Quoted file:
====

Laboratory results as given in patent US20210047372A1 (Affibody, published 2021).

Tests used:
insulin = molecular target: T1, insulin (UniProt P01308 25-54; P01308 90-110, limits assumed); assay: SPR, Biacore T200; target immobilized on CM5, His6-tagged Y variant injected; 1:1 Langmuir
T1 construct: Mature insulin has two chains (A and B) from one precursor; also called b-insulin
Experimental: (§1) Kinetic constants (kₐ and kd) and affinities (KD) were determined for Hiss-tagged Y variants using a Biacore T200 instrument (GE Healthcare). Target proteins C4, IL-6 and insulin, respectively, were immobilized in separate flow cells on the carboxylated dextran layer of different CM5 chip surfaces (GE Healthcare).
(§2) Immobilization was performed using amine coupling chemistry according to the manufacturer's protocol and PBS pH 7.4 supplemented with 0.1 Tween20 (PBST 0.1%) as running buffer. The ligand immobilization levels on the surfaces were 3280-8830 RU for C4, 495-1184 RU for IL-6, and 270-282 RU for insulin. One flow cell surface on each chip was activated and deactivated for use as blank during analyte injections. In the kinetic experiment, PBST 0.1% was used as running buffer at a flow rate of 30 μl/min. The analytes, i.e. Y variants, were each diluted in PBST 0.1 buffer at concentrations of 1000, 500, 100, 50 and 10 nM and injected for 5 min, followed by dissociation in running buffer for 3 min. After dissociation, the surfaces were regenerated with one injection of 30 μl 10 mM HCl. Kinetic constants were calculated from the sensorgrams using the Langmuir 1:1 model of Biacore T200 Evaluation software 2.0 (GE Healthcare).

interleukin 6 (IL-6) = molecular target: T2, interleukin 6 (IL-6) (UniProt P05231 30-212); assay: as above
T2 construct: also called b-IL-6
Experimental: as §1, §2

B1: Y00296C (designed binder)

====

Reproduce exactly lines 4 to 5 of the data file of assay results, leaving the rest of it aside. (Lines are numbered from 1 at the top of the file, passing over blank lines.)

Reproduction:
T1 construct: Mature insulin has two chains (A and B) from one precursor; also called b-insulin
Experimental: (§1) Kinetic constants (kₐ and kd) and affinities (KD) were determined for Hiss-tagged Y variants using a Biacore T200 instrument (GE Healthcare). Target proteins C4, IL-6 and insulin, respectively, were immobilized in separate flow cells on the carboxylated dextran layer of different CM5 chip surfaces (GE Healthcare).